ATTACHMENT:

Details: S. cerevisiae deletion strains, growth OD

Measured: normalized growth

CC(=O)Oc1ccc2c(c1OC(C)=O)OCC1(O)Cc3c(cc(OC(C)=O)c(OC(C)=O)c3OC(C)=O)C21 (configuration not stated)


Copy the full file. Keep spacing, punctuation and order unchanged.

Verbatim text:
Details: S. cerevisiae deletion strains, growth OD

Measured: normalized growth

CC(=O)Oc1ccc2c(c1OC(C)=O)OCC1(O)Cc3c(cc(OC(C)=O)c(OC(C)=O)c3OC(C)=O)C21 (configuration not stated)